In the post-modern world however, most preaching has a limited time.  An average preaching time in a church is about 30-45  minutes. In addition, the average tolerable time for your audience to listen to you attentively is of the same time.

A too short sermon will leave your hearers hanging while a too long sermon will distract your audience to boredom. So you may want to really take care of time.

Here’s a sample time budget for a sermon. Granted, that you have a 3 point sermon;

Introduction             2 minutes

Point 1                       3 minutes
Illustration                2 minutes
Application               2

Point 2                        3
Illustration                 2
Application               2
Point 3                        3
Illustration                 2
Application               2

Conclusion                3
Illustration                 2
Application               2

Total minutes            30 minutes

Please note that the time can still be stretch to about 40-45 minutes. This is just an average presentation of what you can do for your sermon time budget.

Do’s and Don’ts While Preaching

Here are the things that you should remember while delivering your sermon.

  1. Always maintain a good poisture while standing in front of the pulpit.
  2. Maintain a good eye contact so that your audience will feel that you are talking to them. Having a good eye contact will help make your hearers attentive all through out your sermon.
  3. Make your voice loud enough that people behind are able to hear it.
  4. Avoid mannerisms as much as possible. Mannerisms can distract your audience and will make them feel uncomfortable.
  5. Do not use vulgar illustrations especially that touches about sex.
  6. Do not use vulgar words for no matter how acceptable it is in the community, it is always not acceptable in delivering the word of God.
  7. Do not confess in front of the people that you haven’t studied so much, or you are not having devotions anymore. Doing this is humiliating yourself in public because you are expected to deliver God’s message yet, God’s word is not true to your life. Therefore, your audience doesn’t have any reason to listen to you. Furthermore, preaching time is not a time for preacher’s confession.

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012902: Preaching: The Art of Narrative Exposition Preaching: The Art of Narrative Exposition

By Calvin Miller / Baker

Dr. Miller’s ability to craft words that capture the imagination of hearts has been apparent for a generation. He is rightly concerned that this new generation of seekers and sojourners is not connecting with the timeless truths of Scripture. He challenges preachers and pastors to learn how to connect with the current culture and shows how this is possible. Do you want to learn the art of storytelling from a master? Dr. Miller can show you.Preaching Magazine has honored Preaching: the Art of Narrative Exposition as the 2007 Book of Year.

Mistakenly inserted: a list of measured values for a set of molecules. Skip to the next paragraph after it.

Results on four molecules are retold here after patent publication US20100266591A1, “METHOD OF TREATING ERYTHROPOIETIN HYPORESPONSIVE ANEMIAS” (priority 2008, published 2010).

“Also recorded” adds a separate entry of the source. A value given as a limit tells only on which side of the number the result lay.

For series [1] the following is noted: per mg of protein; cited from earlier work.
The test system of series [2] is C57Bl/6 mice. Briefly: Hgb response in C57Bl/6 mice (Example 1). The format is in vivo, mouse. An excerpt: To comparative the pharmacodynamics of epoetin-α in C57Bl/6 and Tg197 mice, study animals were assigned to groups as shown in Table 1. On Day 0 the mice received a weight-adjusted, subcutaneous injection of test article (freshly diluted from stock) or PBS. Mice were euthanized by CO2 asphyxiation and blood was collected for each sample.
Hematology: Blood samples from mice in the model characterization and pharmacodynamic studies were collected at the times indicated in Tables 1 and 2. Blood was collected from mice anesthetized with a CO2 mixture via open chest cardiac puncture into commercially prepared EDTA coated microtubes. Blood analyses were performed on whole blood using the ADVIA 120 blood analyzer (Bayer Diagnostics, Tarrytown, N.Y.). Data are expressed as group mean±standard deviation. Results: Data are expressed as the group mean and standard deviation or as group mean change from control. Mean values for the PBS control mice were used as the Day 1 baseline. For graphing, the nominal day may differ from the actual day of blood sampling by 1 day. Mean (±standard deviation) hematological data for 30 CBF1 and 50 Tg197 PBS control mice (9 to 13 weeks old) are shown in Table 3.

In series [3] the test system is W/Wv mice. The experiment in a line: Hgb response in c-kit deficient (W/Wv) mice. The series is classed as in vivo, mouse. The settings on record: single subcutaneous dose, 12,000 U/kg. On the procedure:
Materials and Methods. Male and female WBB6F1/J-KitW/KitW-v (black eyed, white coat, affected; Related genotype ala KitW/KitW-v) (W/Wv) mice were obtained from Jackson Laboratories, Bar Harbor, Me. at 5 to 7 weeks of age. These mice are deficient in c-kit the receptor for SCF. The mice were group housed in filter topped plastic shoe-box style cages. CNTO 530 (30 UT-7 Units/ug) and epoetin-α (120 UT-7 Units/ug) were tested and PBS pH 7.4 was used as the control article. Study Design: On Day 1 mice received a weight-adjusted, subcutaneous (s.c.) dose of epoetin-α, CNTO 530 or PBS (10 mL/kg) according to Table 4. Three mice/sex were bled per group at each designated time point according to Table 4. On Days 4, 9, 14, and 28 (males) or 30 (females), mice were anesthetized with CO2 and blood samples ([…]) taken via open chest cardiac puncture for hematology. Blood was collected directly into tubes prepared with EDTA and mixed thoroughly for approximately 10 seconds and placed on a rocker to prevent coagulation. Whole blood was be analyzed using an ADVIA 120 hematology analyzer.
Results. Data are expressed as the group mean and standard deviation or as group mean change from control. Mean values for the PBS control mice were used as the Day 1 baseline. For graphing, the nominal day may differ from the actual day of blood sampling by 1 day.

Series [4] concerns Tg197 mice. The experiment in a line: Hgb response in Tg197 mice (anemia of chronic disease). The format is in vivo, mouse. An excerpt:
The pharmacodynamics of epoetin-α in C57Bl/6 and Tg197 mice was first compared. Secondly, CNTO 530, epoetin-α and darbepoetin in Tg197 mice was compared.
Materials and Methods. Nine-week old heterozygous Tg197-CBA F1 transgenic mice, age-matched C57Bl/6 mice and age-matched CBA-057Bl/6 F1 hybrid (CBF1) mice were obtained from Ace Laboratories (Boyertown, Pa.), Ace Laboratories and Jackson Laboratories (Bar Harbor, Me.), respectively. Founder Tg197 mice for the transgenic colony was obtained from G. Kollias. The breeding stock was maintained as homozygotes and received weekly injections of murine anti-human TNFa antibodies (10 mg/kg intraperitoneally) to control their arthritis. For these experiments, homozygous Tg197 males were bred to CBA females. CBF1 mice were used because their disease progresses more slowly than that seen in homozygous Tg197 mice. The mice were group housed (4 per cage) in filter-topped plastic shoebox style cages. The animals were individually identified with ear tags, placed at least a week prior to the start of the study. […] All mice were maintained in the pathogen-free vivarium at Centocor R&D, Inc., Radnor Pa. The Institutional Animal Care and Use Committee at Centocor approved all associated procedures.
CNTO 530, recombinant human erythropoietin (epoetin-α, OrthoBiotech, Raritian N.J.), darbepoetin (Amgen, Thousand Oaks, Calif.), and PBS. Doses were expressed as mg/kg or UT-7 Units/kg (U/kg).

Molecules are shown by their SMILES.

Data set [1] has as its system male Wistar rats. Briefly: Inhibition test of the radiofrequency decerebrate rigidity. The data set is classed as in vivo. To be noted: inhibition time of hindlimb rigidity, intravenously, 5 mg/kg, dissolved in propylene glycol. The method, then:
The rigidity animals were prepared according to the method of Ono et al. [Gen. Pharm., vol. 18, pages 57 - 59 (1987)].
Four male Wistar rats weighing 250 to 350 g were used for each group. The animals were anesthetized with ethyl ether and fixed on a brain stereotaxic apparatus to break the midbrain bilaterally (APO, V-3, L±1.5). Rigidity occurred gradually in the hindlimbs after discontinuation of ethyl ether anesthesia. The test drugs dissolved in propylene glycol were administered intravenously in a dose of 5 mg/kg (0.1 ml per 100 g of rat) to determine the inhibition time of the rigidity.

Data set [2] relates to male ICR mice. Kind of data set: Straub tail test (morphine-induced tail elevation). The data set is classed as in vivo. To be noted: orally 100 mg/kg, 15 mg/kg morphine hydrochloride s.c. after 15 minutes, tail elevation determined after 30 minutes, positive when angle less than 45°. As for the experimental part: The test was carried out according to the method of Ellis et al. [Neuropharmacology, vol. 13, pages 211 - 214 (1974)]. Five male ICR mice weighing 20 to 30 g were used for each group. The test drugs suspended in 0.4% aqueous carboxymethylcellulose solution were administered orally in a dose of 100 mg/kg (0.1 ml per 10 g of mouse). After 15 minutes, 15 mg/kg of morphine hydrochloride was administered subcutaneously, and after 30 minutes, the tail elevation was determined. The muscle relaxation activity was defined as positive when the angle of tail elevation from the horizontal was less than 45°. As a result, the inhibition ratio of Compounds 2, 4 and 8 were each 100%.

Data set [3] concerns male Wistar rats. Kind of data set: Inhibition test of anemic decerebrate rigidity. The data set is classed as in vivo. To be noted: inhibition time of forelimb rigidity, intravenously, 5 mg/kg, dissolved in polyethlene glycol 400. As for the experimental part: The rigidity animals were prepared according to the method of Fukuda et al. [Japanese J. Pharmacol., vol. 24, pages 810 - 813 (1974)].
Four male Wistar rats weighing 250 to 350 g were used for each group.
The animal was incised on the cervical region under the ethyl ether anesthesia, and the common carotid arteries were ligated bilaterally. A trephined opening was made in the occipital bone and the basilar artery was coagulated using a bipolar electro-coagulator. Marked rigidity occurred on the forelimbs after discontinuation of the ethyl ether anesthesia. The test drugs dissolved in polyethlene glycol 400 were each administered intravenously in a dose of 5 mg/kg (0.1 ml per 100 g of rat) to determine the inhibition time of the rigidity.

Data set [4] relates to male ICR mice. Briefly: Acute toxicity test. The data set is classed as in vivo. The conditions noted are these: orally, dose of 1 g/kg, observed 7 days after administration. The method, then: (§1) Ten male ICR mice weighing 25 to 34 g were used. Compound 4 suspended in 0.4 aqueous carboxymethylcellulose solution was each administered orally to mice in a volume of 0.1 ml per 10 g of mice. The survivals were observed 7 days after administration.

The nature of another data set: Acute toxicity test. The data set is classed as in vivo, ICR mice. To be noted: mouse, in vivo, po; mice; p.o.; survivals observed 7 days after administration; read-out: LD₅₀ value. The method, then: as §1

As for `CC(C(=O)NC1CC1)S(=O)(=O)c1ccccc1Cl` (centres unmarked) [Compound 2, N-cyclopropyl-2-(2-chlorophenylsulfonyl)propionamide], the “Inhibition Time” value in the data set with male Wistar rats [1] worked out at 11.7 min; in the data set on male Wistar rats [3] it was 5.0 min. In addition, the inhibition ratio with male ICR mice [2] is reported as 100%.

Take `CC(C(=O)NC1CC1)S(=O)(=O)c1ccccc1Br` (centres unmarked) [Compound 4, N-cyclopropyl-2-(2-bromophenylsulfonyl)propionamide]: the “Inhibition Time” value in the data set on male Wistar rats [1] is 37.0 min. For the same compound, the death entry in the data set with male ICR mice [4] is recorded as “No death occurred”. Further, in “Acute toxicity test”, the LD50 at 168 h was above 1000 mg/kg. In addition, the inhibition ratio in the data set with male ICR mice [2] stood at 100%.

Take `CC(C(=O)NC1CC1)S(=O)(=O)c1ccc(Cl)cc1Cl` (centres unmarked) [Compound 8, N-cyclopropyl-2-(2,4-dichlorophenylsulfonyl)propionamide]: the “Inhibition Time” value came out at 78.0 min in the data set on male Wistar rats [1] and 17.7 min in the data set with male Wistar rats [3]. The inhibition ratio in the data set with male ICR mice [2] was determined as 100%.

Dr. Calvin Miller is Professor of Preaching and Pastoral Ministry at Beeson Divinity School, Birmingham, AL. He has written over forty books.

22620: Biblical Preaching, Second Edition Biblical Preaching, Second Edition

By Haddon Robinson / Baker

Haddon Robinson’s Biblical Preaching has become a modern classic on the preparation and delivery of expository sermons. Much has changed, however, in twenty years and Robinson has undertaken the task of updating his work to benefit a new generation of preachers who will speak to a markedly different world.

While retaining the original outline of the book and Robinson’s ten-stage process of sermon development, this new edition offers significant improvements. Many of the illustrations and arguments have been updated, the prose has been changed to gender-inclusive language, each chapter is enhanced with suggestions for further study, and the discussions of narrative and inductive preaching have been expanded.

91195: Preparing Expository Sermons: A Seven-Step Method for Biblical Preaching Preparing Expository Sermons: A Seven-Step Method for Biblical Preaching

By Ramesh Richard / Baker

“The Bible is what God has made. Sermons are what we make with what God has made.” This is the foundation for developing expository messages, according to Ramesh Richard. His method has been field-tested in training seminars for thousands of preachers around the world. Richard’s book is a simple do-it-yourself resource for developing and preaching expository sermons. It guides the reader through a seven -step process, with many practical suggestions and illustrative charts along the way. In addition, there are eleven appendixes that include information on: how to choose a text; preaching narratives; understanding your audience; and forms of sermon introduction. A comprehensive sermon evaluation questionnaire is included as well. This book is an updated and expanded version of Scripture Sculpture, is ideal for beginning preachers, lay preachers without formal training, or any pastor who is looking for a refresher course in expository sermon preparation.